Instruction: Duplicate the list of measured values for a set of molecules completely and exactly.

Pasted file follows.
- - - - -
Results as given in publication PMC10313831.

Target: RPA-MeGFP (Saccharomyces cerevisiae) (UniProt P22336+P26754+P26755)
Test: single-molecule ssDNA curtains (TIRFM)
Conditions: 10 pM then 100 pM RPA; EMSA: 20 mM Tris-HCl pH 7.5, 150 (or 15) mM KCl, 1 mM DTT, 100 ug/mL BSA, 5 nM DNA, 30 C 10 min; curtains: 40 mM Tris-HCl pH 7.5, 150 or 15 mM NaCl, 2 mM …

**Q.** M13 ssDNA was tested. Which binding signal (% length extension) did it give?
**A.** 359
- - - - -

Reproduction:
Results as given in publication PMC10313831.

Target: RPA-MeGFP (Saccharomyces cerevisiae) (UniProt P22336+P26754+P26755)
Test: single-molecule ssDNA curtains (TIRFM)
Conditions: 10 pM then 100 pM RPA; EMSA: 20 mM Tris-HCl pH 7.5, 150 (or 15) mM KCl, 1 mM DTT, 100 ug/mL BSA, 5 nM DNA, 30 C 10 min; curtains: 40 mM Tris-HCl pH 7.5, 150 or 15 mM NaCl, 2 mM …

**Q.** M13 ssDNA was tested. Which binding signal (% length extension) did it give?
**A.** 359